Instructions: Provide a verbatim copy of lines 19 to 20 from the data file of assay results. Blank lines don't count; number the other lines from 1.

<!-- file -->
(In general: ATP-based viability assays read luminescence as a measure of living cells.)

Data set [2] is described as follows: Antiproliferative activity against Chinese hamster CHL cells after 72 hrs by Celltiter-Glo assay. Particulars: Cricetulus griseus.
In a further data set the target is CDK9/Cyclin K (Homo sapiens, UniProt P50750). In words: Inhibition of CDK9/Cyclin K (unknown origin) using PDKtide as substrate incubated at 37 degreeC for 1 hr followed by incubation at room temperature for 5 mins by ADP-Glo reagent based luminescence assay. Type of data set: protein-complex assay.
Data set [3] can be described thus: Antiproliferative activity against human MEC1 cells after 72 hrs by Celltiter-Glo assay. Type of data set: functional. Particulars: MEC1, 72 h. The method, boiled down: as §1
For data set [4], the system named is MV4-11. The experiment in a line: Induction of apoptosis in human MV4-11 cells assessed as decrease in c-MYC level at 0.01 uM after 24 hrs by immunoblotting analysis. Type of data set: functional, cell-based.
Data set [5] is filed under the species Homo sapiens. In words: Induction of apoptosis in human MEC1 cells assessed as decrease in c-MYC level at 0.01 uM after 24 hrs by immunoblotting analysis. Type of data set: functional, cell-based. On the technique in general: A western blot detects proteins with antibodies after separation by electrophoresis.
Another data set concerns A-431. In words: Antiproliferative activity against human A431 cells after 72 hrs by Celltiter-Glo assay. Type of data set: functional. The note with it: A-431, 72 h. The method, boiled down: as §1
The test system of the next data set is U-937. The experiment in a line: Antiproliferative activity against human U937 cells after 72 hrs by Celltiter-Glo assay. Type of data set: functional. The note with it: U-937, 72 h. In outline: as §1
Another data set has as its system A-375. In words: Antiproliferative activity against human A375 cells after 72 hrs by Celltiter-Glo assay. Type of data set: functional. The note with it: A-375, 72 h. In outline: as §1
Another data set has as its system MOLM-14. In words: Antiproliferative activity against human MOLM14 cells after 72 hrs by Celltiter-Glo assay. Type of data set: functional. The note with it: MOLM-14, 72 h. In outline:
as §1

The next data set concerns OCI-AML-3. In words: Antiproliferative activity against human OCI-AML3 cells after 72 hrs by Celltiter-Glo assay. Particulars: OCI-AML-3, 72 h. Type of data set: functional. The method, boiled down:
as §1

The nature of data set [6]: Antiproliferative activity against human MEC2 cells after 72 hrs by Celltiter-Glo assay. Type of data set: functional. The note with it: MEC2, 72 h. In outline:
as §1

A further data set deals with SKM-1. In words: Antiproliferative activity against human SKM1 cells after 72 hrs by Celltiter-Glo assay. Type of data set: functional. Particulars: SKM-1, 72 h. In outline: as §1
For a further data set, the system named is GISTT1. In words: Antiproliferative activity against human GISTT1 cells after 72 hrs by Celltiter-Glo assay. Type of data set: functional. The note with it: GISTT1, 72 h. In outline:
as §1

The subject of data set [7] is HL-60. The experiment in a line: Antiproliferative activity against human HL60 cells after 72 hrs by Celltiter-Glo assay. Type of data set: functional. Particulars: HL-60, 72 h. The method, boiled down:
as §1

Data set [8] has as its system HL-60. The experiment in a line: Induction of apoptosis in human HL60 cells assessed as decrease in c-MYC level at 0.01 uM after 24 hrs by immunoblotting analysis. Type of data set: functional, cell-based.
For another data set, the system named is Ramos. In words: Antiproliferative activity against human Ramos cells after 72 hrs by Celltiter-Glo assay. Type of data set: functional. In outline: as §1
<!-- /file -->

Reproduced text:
The subject of data set [7] is HL-60. The experiment in a line: Antiproliferative activity against human HL60 cells after 72 hrs by Celltiter-Glo assay. Type of data set: functional. Particulars: HL-60, 72 h. The method, boiled down:
as §1